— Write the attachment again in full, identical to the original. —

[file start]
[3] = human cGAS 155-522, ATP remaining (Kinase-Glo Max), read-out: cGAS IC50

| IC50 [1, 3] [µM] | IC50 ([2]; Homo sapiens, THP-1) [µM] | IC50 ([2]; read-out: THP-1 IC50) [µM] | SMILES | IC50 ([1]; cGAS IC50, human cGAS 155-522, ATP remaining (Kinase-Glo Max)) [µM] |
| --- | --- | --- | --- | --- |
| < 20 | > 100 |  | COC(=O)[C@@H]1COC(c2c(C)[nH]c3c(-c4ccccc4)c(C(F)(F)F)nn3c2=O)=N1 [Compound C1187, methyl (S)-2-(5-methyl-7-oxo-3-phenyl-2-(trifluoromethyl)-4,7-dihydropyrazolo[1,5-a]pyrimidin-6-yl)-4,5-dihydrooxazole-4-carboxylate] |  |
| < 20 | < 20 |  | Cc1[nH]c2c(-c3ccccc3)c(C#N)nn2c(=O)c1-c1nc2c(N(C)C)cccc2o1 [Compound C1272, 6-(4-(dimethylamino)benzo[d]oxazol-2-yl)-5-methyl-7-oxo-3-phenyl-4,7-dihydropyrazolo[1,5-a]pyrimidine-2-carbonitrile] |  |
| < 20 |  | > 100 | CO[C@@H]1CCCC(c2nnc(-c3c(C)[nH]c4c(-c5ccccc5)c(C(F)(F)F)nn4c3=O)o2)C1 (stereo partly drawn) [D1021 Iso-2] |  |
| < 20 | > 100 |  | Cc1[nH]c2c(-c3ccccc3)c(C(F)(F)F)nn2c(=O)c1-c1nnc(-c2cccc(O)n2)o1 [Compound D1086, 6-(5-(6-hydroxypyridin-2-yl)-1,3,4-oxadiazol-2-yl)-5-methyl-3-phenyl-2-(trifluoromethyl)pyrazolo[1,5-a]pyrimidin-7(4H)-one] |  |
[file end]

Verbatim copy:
[3] = human cGAS 155-522, ATP remaining (Kinase-Glo Max), read-out: cGAS IC50

| IC50 [1, 3] [µM] | IC50 ([2]; Homo sapiens, THP-1) [µM] | IC50 ([2]; read-out: THP-1 IC50) [µM] | SMILES | IC50 ([1]; cGAS IC50, human cGAS 155-522, ATP remaining (Kinase-Glo Max)) [µM] |
| --- | --- | --- | --- | --- |
| < 20 | > 100 |  | COC(=O)[C@@H]1COC(c2c(C)[nH]c3c(-c4ccccc4)c(C(F)(F)F)nn3c2=O)=N1 [Compound C1187, methyl (S)-2-(5-methyl-7-oxo-3-phenyl-2-(trifluoromethyl)-4,7-dihydropyrazolo[1,5-a]pyrimidin-6-yl)-4,5-dihydrooxazole-4-carboxylate] |  |
| < 20 | < 20 |  | Cc1[nH]c2c(-c3ccccc3)c(C#N)nn2c(=O)c1-c1nc2c(N(C)C)cccc2o1 [Compound C1272, 6-(4-(dimethylamino)benzo[d]oxazol-2-yl)-5-methyl-7-oxo-3-phenyl-4,7-dihydropyrazolo[1,5-a]pyrimidine-2-carbonitrile] |  |
| < 20 |  | > 100 | CO[C@@H]1CCCC(c2nnc(-c3c(C)[nH]c4c(-c5ccccc5)c(C(F)(F)F)nn4c3=O)o2)C1 (stereo partly drawn) [D1021 Iso-2] |  |
| < 20 | > 100 |  | Cc1[nH]c2c(-c3ccccc3)c(C(F)(F)F)nn2c(=O)c1-c1nnc(-c2cccc(O)n2)o1 [Compound D1086, 6-(5-(6-hydroxypyridin-2-yl)-1,3,4-oxadiazol-2-yl)-5-methyl-3-phenyl-2-(trifluoromethyl)pyrazolo[1,5-a]pyrimidin-7(4H)-one] |  |